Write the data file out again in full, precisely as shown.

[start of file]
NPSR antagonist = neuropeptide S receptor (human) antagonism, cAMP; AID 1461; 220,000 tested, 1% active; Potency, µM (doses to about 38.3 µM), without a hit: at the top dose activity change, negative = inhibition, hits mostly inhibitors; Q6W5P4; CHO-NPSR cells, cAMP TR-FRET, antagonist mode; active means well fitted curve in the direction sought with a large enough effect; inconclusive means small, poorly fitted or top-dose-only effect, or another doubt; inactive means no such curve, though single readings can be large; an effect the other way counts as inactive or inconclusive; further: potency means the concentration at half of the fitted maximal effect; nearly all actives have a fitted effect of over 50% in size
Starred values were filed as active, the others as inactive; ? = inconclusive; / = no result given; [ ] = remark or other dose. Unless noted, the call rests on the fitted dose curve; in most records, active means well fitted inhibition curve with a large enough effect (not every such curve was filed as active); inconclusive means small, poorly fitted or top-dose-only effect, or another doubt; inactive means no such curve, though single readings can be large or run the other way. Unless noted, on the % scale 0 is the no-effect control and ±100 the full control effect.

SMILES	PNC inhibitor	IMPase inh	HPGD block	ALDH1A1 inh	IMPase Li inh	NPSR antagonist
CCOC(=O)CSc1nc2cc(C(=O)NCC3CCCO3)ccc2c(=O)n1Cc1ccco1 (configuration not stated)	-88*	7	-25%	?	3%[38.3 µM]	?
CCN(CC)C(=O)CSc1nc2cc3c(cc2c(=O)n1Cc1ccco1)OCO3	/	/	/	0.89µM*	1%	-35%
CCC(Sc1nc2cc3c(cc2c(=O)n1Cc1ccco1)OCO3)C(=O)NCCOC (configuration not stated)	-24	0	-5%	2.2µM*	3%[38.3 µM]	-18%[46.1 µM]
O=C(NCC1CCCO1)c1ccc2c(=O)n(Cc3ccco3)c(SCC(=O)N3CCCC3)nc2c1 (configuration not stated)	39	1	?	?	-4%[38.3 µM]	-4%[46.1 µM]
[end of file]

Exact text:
NPSR antagonist = neuropeptide S receptor (human) antagonism, cAMP; AID 1461; 220,000 tested, 1% active; Potency, µM (doses to about 38.3 µM), without a hit: at the top dose activity change, negative = inhibition, hits mostly inhibitors; Q6W5P4; CHO-NPSR cells, cAMP TR-FRET, antagonist mode; active means well fitted curve in the direction sought with a large enough effect; inconclusive means small, poorly fitted or top-dose-only effect, or another doubt; inactive means no such curve, though single readings can be large; an effect the other way counts as inactive or inconclusive; further: potency means the concentration at half of the fitted maximal effect; nearly all actives have a fitted effect of over 50% in size
Starred values were filed as active, the others as inactive; ? = inconclusive; / = no result given; [ ] = remark or other dose. Unless noted, the call rests on the fitted dose curve; in most records, active means well fitted inhibition curve with a large enough effect (not every such curve was filed as active); inconclusive means small, poorly fitted or top-dose-only effect, or another doubt; inactive means no such curve, though single readings can be large or run the other way. Unless noted, on the % scale 0 is the no-effect control and ±100 the full control effect.

SMILES	PNC inhibitor	IMPase inh	HPGD block	ALDH1A1 inh	IMPase Li inh	NPSR antagonist
CCOC(=O)CSc1nc2cc(C(=O)NCC3CCCO3)ccc2c(=O)n1Cc1ccco1 (configuration not stated)	-88*	7	-25%	?	3%[38.3 µM]	?
CCN(CC)C(=O)CSc1nc2cc3c(cc2c(=O)n1Cc1ccco1)OCO3	/	/	/	0.89µM*	1%	-35%
CCC(Sc1nc2cc3c(cc2c(=O)n1Cc1ccco1)OCO3)C(=O)NCCOC (configuration not stated)	-24	0	-5%	2.2µM*	3%[38.3 µM]	-18%[46.1 µM]
O=C(NCC1CCCO1)c1ccc2c(=O)n(Cc3ccco3)c(SCC(=O)N3CCCC3)nc2c1 (configuration not stated)	39	1	?	?	-4%[38.3 µM]	-4%[46.1 µM]